Extortion is what most people would think of as blackmail or coercion. Extortion is commonly prosecuted at the federal level, but can also be pursued by local prosecutors in the State of Texas. While extortion and robbery can both involve taking something of value by threat, a robbery involves an imminent threat where extortion involves the threat of some future harm.
Extortion in Texas is a felony offense. If you are accused of obtaining money or something of value through threats of violence, destruction of property or other acts of coercion, you will need aggressive legal assistance from a Fort Worth extortion lawyer. This is not a situation you should try to handle on your own.
Any statement you make in the absence of qualified lawyer could jeopardize the outcome of your case. Our criminal defense attorneys will review the charges you are facing and evaluate the prosecution’s case against you to determine the best strategy for defense.
Possible Defenses to Extortion Charges
Extortion charges in Fort Worth are defending by challenging the State’s evidence and putting the state to the test exposing any weakness in the State’s case and their ability to prove the case against you beyond a reasonable doubt.
The burden of proof applies to each element of the offense, including coercion. The prosecution can also be countered with a showing of insufficient evidence, being falsely accused, as well as a lack of threat, fear or force.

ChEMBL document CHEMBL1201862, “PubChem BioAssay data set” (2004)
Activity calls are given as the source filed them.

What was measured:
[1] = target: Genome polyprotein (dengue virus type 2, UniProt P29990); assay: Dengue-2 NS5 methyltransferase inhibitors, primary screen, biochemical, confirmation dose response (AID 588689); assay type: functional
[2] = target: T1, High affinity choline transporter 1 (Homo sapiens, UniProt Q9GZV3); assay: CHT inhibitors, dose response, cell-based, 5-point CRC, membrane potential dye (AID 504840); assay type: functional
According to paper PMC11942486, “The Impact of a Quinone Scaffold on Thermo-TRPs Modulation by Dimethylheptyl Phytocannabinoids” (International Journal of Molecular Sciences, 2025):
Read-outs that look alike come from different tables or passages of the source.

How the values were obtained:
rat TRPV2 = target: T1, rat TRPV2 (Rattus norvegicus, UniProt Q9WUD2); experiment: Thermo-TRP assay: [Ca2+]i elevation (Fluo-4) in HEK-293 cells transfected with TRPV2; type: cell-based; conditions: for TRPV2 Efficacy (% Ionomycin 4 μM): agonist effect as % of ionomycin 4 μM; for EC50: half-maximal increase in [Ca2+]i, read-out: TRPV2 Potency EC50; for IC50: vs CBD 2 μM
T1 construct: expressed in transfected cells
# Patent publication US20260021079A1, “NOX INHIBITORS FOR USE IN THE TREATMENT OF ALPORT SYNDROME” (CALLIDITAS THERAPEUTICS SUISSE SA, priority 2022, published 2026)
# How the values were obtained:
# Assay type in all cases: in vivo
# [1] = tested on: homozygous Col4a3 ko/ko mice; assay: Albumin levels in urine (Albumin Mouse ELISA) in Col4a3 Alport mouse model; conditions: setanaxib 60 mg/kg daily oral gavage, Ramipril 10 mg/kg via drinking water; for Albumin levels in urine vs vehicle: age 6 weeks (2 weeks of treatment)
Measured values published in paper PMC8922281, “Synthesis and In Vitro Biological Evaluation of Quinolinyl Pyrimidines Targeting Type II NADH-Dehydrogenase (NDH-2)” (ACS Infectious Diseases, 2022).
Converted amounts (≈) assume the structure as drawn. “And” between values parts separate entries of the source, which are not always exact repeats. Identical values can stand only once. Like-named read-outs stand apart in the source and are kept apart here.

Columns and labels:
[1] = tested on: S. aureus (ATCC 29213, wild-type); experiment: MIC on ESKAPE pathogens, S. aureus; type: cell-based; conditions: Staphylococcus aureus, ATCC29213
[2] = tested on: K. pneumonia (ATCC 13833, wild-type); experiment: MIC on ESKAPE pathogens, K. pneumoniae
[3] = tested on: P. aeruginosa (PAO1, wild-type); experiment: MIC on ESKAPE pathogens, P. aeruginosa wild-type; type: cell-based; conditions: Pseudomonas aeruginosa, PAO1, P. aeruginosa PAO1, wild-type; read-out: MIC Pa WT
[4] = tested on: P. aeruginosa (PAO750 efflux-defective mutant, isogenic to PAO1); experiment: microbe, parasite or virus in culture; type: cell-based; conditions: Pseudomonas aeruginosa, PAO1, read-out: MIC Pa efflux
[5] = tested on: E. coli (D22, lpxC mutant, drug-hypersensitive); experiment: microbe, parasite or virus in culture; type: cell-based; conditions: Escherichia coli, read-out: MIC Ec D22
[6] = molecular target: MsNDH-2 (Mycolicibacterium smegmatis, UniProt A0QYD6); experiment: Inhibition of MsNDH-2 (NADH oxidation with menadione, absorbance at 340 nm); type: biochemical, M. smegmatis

Penalties for Using Coercion for Personal Gain
Texas’s theft law is an overarching statute that encompasses a wide range of potential offenses, including extortion (see Texas Penal Code Sections 31.02 and 31.03). Extortion occurs when someone uses coercion, threatens to injure someone’s reputation, physical person, or property, or threatens to perpetrate illegal deeds against the government to acquire payment or property. Extortion can be either face-to-face or through other modes of correspondence, including over the internet.
The punishment for an extortion conviction depends on the value of the money or property involved. The greater the value of the goods extorted, the harsher the penalty.
An extortion charge can be classified as either a misdemeanor or a felony. The mildest extortion charge is categorized as a Class C misdemeanor when the value of the goods involved is below $100. Class C misdemeanors are punishable by a maximum $500 fine.
If the value of the goods extorted is between $2,500 and below $30,000, the offense is a state jail felony, punishable by six months to two years in a state jail facility and a maximum $10,000 fine.
If the value of the goods meets or exceeds $300,000, the crime is classified as a first-degree felony, punishable by up to life in prison and a maximum $10,000 fine.
There are certain circumstances in which the value of the extorted items may not be the sole determining factor of the category of crime. Texas’s theft statute states that if the accused was a “public servant” when they committed the crime and received the goods because of their official capacity, their punishment will be elevated one level.
For instance, if the value of the property obtained by extortion would normally be a Class A misdemeanor, but the accused was a public official and obtained the benefit on account of their official position, they could instead be charged with a state jail felony. Our Fort Worth attorneys can examine your extortion charge to help you better understand the laws governing the various outcomes for your case.
Ask a Fort Worth Extortion Attorney for More Information
A Fort Worth extortion lawyer can provide you with more information about fighting your charges and building the strongest defense possible. Our team of attorneys can explore any flaws or weaknesses in the prosecution’s case against you and work to achieve a positive conclusion. To arrange your free legal consultation with an experienced attorney, give our office a call today.